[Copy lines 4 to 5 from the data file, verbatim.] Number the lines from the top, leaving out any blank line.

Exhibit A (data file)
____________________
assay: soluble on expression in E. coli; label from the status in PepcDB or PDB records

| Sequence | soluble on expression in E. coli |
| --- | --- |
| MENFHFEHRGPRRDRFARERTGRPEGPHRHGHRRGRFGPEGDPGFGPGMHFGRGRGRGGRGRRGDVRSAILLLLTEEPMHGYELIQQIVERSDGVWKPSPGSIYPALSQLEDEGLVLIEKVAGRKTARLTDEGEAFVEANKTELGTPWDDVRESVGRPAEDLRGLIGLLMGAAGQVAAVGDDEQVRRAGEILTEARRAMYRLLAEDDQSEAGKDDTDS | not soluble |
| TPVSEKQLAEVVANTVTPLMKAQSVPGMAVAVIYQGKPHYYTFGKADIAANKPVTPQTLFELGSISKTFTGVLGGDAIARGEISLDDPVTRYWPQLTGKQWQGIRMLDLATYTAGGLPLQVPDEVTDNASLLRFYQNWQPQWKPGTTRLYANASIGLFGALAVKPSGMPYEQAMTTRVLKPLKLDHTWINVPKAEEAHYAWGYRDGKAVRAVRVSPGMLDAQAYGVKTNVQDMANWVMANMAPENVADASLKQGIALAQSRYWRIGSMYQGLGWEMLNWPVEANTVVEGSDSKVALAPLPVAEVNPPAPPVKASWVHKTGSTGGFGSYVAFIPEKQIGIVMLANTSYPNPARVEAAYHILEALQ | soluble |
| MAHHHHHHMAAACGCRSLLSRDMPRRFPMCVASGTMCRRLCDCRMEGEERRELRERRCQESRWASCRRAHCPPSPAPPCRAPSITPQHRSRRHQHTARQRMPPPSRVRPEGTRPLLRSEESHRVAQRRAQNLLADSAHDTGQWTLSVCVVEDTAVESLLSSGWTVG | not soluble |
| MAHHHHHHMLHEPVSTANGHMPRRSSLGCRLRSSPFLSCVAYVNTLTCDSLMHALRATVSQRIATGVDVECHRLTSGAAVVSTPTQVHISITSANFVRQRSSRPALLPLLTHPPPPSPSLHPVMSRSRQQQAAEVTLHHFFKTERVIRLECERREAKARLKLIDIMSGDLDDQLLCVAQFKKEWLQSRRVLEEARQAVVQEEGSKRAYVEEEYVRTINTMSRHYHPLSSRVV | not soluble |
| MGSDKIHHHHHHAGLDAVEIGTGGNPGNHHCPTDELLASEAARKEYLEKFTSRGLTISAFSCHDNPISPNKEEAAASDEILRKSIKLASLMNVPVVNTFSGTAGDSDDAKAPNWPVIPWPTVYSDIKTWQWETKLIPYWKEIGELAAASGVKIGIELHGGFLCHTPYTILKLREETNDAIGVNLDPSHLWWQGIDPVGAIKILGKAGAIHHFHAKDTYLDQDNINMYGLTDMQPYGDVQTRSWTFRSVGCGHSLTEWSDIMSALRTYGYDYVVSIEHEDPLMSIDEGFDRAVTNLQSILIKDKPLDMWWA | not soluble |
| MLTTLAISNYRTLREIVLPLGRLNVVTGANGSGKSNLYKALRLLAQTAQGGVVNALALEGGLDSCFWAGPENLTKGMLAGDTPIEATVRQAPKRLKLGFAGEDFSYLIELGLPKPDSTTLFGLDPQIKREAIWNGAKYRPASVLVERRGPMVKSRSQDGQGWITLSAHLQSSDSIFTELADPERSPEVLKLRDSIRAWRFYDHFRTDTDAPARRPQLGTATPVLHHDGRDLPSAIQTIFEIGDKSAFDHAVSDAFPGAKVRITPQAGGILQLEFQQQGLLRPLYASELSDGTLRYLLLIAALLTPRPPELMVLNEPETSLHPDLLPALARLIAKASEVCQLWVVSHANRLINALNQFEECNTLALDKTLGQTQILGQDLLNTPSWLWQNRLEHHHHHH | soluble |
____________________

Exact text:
| MENFHFEHRGPRRDRFARERTGRPEGPHRHGHRRGRFGPEGDPGFGPGMHFGRGRGRGGRGRRGDVRSAILLLLTEEPMHGYELIQQIVERSDGVWKPSPGSIYPALSQLEDEGLVLIEKVAGRKTARLTDEGEAFVEANKTELGTPWDDVRESVGRPAEDLRGLIGLLMGAAGQVAAVGDDEQVRRAGEILTEARRAMYRLLAEDDQSEAGKDDTDS | not soluble |
| TPVSEKQLAEVVANTVTPLMKAQSVPGMAVAVIYQGKPHYYTFGKADIAANKPVTPQTLFELGSISKTFTGVLGGDAIARGEISLDDPVTRYWPQLTGKQWQGIRMLDLATYTAGGLPLQVPDEVTDNASLLRFYQNWQPQWKPGTTRLYANASIGLFGALAVKPSGMPYEQAMTTRVLKPLKLDHTWINVPKAEEAHYAWGYRDGKAVRAVRVSPGMLDAQAYGVKTNVQDMANWVMANMAPENVADASLKQGIALAQSRYWRIGSMYQGLGWEMLNWPVEANTVVEGSDSKVALAPLPVAEVNPPAPPVKASWVHKTGSTGGFGSYVAFIPEKQIGIVMLANTSYPNPARVEAAYHILEALQ | soluble |